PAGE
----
Apparently part of the increase is because most coal miners don't get tested till they retire or are laid off because they are afraid their employers will fire them if they find out:Across Appalachia, coal miners are suffering from the most serious form of the deadly mining disease black lung in numbers more than 10 times what federal regulators report, an NPR investigation has found .The government, through the National Institute for Occupational Safety and Health, reported 99 cases of "complicated" black lung, or progressive massive fibrosis, throughout the country the last five years.
But NPR obtained data from 11 black lung clinics in Virginia, West Virginia, Pennsylvania and Ohio, which reported a total of 962 cases so far this decade. The true number is probably even higher, because some clinics had incomplete records and others declined to provide data.
This is what coal does:Stanley waited until he was out of work, after 30 years mining coal, before he got his first chest X-ray. Miners avoid the NIOSH testing, he says, because they worry it could cost them their jobs.
"If you're working and you go and have that stuff done and the company finds out about it, they'll find a way to get rid of you," Stanley says. "As long as you're working and producing you're an asset. But now when you get something wrong with you, you become a liability. And they'll find a way to get rid of you."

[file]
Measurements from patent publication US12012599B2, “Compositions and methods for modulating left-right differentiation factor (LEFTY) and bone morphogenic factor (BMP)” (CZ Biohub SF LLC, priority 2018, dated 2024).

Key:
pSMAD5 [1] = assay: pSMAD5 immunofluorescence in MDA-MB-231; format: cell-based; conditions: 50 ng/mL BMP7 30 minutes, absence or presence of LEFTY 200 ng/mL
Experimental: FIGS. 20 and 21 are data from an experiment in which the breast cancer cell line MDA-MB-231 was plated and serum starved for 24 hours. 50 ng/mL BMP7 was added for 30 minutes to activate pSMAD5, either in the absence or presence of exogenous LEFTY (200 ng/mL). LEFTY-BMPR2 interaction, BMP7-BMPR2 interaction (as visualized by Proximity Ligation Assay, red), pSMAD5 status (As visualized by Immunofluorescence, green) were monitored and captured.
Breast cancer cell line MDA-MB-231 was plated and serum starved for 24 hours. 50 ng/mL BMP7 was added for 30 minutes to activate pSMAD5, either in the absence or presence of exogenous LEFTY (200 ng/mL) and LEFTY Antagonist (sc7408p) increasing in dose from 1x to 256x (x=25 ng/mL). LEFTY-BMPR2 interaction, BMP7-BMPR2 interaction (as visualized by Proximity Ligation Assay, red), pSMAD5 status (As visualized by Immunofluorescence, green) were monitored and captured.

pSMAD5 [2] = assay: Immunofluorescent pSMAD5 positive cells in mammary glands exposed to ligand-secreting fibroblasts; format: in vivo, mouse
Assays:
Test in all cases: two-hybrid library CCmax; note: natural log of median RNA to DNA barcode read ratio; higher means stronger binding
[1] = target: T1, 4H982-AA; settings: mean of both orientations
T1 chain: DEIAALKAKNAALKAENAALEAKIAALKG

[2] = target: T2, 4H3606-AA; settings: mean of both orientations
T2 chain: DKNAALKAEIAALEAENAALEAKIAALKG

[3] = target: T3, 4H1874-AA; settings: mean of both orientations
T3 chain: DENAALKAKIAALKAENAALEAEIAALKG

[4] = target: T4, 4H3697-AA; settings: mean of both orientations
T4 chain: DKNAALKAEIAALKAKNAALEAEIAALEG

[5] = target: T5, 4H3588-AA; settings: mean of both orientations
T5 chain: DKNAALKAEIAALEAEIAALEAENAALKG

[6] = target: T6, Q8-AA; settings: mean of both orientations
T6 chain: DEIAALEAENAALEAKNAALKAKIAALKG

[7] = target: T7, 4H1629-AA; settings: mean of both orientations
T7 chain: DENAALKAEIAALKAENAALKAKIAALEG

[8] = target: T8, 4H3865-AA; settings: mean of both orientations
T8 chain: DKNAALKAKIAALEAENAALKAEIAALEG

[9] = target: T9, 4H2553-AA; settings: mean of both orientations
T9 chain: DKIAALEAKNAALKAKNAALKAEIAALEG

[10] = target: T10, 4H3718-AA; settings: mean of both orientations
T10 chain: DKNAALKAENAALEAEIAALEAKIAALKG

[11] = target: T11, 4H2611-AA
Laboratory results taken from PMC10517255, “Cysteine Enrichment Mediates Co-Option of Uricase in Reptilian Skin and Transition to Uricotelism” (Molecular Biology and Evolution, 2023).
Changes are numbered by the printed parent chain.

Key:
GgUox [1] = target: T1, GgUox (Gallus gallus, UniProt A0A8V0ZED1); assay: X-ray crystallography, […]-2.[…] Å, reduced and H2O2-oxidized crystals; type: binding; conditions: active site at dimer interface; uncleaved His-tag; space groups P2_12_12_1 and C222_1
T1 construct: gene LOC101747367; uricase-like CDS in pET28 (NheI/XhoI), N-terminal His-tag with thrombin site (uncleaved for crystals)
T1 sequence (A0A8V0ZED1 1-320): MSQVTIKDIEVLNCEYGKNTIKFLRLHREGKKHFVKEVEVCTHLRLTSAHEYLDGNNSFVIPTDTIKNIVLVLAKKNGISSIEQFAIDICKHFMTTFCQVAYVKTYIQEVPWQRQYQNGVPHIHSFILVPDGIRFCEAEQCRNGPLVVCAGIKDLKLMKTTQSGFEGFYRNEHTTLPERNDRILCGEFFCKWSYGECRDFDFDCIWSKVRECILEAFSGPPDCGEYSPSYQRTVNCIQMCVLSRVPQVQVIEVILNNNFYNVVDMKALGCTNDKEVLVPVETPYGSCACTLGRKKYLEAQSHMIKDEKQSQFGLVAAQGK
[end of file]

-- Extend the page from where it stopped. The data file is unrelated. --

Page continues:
Advanced Black Lung Cases Surge In Appalachia : NPR
Another reason for the increase:
Everything about coal from cradle to grave is toxic. We need to leave this form of energy in the past.Cohen, Laney and other black lung experts believe thinner coal seams in central Appalachia are likely to blame for spikes in complicated black lung. The thickest seams are mostly gone. The thin seams that remain have coal embedded in rock, and that rock contains quartz. Cutting quartz and coal together results in mine dust that includes silica, which is especially toxic in lung tissue. Stanley worked in so much dust he labeled his mining machine the dust dragon.
"They kept getting less coal and more rock. So you're cutting 19 inches of coal, you're cutting 50-60 inches of rock," Stanley recalls. "And the more rock you cut the more dust you're going to eat."